• If you have such long measures, how will Sibelius behave when you have to change anything in between, say modify or add a nested tuplet? As far as I know, Sibelius (like Finale) is quite rough about its idea of “complete” measures…

Now lets look at the case of alternating time signatures.

“Alternating time signatures (from the Sibelius 7 manual)

To write music in e.g. alternating 2/4 and 3/4 time, signaled by a 2/4 3/4 composite time signature:

  • Input a 2/4 time signature and copy it to alternate bars
  • Do the same for a 3/4 time signature in the remaining bars
  • Input the music
  • Then delete all the time signatures except the initial 2/4 (saying No when asked if you want to rewrite the music)
  • Finally write a 3/4 time signature immediately after the initial 2/4 using text, as described in Multiple time signatures above.”

Well, this first made me scratch my head because I couldn’t instantly find a ready solution with LilyPond. No built-in function, nothing in the docs, no snippet. Some research turned out that there had been a snippet for a quite similar task, but this obviously had been considered obsolete when the \compoundMeter function was introduced in LilyPond. But \compoundMeter actually serves a different purpose than the snippet, and unfortunately the snippet can now only be found in some obscure mailing list discussions and copies of outdated manuals.

However, it became clear what the approach should be: overriding the TimeSignature stencil. Overriding a stencil essentially means telling LilyPond to print something else instead of a given object. Just recently we have seen some examples of that in Peter Bjuhr’s post about using SMuFL glyphs. It is a technique that may look somewhat frightening and is actually somewhat more involved. In the end it’s a very similar approach to the one suggested in the Sibelius manual: remove the default object and print some arbitrary glyphs instead. However, I think there are some substantial advantages in LilyPond’s approach:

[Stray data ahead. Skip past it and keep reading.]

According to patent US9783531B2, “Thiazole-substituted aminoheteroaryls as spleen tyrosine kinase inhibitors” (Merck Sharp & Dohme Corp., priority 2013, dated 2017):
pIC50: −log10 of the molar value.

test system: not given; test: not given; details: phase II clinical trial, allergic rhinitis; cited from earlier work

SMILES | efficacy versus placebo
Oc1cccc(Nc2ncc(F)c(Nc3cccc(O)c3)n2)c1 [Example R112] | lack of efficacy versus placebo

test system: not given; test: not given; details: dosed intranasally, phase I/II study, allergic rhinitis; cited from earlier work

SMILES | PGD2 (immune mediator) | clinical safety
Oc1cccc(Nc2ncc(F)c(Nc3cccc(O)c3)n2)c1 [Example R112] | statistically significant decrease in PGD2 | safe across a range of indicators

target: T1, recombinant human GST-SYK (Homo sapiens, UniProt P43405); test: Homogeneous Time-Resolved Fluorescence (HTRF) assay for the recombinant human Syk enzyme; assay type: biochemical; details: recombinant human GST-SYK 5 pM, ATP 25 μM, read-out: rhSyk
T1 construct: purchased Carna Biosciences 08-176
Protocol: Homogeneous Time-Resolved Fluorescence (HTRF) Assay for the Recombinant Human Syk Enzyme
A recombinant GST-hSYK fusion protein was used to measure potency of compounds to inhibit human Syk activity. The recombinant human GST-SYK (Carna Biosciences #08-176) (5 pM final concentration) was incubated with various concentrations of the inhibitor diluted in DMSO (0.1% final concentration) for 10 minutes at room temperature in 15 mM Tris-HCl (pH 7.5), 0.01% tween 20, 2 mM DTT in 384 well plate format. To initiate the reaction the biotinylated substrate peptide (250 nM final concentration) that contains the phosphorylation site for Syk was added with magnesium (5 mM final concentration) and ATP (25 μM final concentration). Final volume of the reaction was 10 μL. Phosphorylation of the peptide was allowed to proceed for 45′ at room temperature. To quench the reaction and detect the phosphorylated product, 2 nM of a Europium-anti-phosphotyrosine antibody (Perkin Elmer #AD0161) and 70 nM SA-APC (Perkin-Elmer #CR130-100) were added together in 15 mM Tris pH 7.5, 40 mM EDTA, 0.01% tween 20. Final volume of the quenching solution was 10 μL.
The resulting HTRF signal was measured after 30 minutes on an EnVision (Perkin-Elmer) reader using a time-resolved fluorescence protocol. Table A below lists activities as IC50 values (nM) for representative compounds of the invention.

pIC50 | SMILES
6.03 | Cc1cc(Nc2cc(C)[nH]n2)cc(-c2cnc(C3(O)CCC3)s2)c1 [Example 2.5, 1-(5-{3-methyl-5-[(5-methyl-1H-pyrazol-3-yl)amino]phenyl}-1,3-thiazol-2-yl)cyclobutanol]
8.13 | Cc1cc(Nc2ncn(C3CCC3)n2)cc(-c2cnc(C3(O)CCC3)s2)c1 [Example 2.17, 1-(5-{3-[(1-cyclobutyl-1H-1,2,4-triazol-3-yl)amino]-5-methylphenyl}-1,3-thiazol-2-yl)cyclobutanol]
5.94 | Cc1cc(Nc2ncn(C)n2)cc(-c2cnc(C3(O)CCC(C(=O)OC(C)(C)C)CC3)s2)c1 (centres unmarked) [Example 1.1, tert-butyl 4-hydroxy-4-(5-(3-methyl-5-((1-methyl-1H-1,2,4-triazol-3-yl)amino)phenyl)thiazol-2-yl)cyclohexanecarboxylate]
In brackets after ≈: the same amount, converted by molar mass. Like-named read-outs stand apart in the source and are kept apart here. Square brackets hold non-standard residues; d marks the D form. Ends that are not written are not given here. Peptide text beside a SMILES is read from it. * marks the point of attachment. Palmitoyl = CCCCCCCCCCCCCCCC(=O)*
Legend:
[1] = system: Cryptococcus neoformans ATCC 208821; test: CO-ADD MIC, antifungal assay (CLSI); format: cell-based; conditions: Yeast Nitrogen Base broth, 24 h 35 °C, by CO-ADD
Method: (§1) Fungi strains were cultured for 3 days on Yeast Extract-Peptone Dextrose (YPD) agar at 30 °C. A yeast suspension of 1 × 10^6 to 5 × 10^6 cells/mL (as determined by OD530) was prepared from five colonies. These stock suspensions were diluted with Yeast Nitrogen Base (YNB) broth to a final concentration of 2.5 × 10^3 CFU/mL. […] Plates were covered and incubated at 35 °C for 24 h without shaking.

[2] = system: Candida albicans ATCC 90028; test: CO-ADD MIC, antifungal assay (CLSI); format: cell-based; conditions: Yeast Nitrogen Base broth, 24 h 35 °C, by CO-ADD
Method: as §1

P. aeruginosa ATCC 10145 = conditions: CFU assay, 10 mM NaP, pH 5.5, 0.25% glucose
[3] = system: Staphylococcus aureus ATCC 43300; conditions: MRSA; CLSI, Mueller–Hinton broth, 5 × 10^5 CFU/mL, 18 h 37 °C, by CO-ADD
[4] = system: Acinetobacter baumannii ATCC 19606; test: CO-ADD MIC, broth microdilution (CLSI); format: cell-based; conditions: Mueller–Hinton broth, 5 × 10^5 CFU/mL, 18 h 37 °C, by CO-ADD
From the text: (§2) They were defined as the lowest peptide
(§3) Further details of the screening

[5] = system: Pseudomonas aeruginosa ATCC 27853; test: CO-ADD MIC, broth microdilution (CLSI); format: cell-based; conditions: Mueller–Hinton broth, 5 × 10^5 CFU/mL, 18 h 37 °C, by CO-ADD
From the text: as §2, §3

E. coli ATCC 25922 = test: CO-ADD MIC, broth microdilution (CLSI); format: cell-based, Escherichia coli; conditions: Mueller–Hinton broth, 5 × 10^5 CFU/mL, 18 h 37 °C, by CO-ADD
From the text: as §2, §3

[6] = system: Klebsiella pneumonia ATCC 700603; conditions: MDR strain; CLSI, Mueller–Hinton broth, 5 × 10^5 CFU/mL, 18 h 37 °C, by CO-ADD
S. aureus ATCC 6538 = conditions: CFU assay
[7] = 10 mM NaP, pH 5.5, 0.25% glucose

• When you override a stencil LilyPond will take care of the spacing and collision handling automatically. There’s no need to “drag the first note rightwards until there’s enough space for a replacement time signature” (ugh). The new stencil still “is” a time signature for LilyPond, not just some meaningless text elements.
  • You can write your music as normal, using \time commands to indicate the actual measuring. What will Sibelius do when you have to change a measure from 3/4 to 4/4 (or vice versa) after the music has been entered? While it is probably possible it’s definitely a scary thing to be confronted with …

After that you simply have to hide the time signatures for the alternating passage and unhide them to return to normal music.

In order to make this common notation generally available I have written a function. With this it is possible to write

\alternatingTimeSignatures #'((3 8) (4 8) (5 8))